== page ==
Get plenty of sleep (but not too much)

Your body needs to be strong and well-rested to undergo the IVF journey, and the best way to get there is by getting the right amount of rest. While more research is still needed to determine the exact correlation between sleep and fertility, one study concluded that between seven and eight hours of sleep a night is deemed optimal for women undergoing IVF treatment (via HuffPost). Getting adequate sleep can help boost your reproductive hormones and reduce stress — something that has been strongly linked to fertility and menstrual issues, as well as miscarriages.

Surprisingly, the same study also noted that too much sleep may actually be harmful to your reproductive health as well, with links to fertility and menstrual cycle changes. This might be a little incentive to not sleep until noon, but with the addition of hormones fueling your mood changes, sleeping the right amount as you begin IVF treatment may prove challenging. That's why getting yourself into a solid routine now can help you maintain a healthy sleep cycle later on.

Ultimately, you know your body best and the amount of sleep you need to feel recharged and stress-free, and your very best is between you and your pillow. If you struggle to sleep already, try deep breathing exercises, switch off your screens an hour before bed, read a book, or drink herbal tea to switch your brain into sleep mode.

Break up with your unhealthy habits

Smoking and drinking are obvious no-nos when pregnant, but this condition extends to the time you're trying to conceive. Aside from the health risks already associated with smoking, a 2018 study has shown smokers with endometrial thinning. Particularly for assisted reproduction therapy patients, this can lead to many issues like failed implantation and decreased chances of live birth — regardless of the number smoked. If you're still trying to kick the habit, it may be worth discussing postponing your IVF treatment with your doctor, as the same study claims smoking while pregnant can also cause serious birth defects, ectopic pregnancies, and miscarriages.

Drinking alcohol has been a debated topic for many years, in terms of the adverse effects it can have when trying to conceive and during pregnancy. There are some who still think "just an occasional glass of red wine" will bring antioxidant benefits that outweigh the potential dangers, but it's now been determined that no amount of alcohol is safe to drink while pregnant. This extends to those going through IVF as well, as a 2011 study has linked drinking to ovulation disorders and a 48% higher risk of failed implantation. Why risk it? Your body will need to be in the best possible shape for your treatments and, in the future, pregnancy. All of the stress of planning and preparing will probably make you want to reach for a drink, but a virgin cocktail will have to do for a while.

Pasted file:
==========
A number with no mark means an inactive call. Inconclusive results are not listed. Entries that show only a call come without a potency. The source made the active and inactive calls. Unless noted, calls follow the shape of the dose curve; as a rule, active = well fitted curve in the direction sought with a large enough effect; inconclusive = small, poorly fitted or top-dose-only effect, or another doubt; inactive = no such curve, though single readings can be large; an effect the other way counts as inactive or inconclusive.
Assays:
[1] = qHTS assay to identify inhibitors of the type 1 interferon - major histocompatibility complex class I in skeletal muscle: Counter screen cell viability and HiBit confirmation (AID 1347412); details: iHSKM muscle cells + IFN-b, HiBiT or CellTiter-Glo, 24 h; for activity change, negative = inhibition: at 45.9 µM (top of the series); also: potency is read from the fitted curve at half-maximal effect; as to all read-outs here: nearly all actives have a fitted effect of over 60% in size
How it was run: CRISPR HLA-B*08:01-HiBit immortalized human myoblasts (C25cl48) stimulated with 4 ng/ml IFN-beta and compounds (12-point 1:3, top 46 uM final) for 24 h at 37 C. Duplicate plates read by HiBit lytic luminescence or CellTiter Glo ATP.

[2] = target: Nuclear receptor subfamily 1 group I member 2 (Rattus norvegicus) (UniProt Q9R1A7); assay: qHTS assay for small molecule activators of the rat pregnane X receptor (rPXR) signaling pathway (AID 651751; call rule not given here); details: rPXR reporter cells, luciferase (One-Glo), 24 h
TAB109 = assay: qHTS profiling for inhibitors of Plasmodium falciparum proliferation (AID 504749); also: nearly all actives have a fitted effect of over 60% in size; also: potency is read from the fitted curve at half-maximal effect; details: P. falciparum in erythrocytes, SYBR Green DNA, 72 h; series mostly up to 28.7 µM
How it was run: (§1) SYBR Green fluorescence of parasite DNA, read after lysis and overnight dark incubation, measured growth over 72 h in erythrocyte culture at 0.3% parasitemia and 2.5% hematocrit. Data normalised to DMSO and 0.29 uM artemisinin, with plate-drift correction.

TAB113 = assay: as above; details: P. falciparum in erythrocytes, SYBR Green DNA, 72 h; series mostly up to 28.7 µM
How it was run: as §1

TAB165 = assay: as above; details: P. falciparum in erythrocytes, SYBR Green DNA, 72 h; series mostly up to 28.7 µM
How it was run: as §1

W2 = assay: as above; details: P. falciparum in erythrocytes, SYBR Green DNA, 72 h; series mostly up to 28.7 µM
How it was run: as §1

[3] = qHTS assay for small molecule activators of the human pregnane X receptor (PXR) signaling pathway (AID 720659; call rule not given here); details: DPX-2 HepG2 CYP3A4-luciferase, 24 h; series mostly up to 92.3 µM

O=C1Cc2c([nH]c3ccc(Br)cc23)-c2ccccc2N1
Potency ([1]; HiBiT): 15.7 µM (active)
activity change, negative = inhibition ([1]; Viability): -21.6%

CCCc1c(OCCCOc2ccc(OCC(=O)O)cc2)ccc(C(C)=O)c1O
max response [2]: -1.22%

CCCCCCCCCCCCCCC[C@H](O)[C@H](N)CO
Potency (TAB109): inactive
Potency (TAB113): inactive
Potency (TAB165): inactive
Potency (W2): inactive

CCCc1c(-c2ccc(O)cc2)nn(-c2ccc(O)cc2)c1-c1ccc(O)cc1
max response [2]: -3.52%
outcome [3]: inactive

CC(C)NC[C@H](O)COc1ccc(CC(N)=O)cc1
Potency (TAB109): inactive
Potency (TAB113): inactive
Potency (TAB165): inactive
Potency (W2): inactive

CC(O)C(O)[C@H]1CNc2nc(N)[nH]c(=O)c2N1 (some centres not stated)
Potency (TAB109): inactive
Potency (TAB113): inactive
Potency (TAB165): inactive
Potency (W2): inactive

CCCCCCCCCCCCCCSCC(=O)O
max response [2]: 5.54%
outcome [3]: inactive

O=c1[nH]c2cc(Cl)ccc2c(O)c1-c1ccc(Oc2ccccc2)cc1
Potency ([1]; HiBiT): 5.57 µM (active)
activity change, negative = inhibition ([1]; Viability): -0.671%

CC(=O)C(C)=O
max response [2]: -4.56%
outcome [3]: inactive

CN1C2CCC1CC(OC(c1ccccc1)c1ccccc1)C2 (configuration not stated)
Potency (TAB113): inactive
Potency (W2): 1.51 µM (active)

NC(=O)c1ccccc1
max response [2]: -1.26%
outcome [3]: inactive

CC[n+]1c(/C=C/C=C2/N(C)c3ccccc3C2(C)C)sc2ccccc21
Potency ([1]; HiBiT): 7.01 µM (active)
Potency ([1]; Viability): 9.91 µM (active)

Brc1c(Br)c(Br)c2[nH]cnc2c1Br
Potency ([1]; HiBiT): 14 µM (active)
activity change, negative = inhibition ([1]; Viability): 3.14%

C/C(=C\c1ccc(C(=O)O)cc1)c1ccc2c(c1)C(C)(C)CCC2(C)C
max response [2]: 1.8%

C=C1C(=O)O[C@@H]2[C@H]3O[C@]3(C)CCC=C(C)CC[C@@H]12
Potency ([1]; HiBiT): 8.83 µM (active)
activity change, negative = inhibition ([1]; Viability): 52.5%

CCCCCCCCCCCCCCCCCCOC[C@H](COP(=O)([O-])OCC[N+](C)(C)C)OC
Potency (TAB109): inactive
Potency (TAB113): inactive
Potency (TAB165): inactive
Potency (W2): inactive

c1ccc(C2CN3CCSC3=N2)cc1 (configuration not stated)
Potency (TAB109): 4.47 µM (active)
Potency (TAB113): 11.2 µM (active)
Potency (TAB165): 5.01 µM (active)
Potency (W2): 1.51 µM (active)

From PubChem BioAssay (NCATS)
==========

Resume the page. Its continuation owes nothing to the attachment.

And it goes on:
Reduce your caffeine addiction

The jury is still out on whether caffeine directly inhibits your fertility. Many studies have concluded that alcohol has a much greater impact on IVF treatment than caffeine, and less than 200 to 300 milligrams of coffee a day is probably okay for women trying to conceive, but any more may be a bad idea. Caffeine is a stimulant that can increase your blood pressure, disrupt sleep, and alter your reproductive hormones when consumed in large quantities (via Healthline). Treatments can put your body and mind in a very fragile place, so adding a bunch of coffee into the mix probably isn't the best idea.

For those who can't open their eyes before their morning cup of joe or are sipping on Starbucks throughout the day, cutting down your coffee intake might be hard. But doing it now will get you over the caffeine headaches and other withdrawal symptoms ahead of time because it's really not something you'll want to deal with while going through IVF. Retraining your body to live with less (or no) caffeine might leave you groggy for the first week or two, but with simple changes like switching to decaf, tea, or taking a cold shower in the morning, it'll become easier. Ultimately, your caffeine consumption is your choice, but moderation is key.

Take up activities that minimize your stress

IVF treatments bring changing hormones, which can give you hot flashes, headaches, nausea, bloating, and moodiness (via Aspire Fertility). This can be stressful enough, but juggling the expenses of treatment, the planning involved, and all of the responsibilities in your life, you're definitely going to be more prone to stress. Unfortunately, worrying will only make matters worse, as stress has been linked to failed implantation and fertility complications (via Boston IVF).

Finding ways to combat your stress and anxiety before you undergo IVF treatment may make the entire process more manageable and give you a higher likelihood of success. Some techniques like practicing meditation, mindfulness, journaling, joining a support group, or utilizing a creative outlet like art or music can have a huge impact on your stress levels and help you to cope. Finding professional help is also highly encouraged because a therapist can provide mental health support and be a fantastic outlet for your general concerns or hardships (IVF-related or not). Additionally, planning your routines can help you figure out what will aid your mental well-being throughout pregnancy, parenthood, and onward.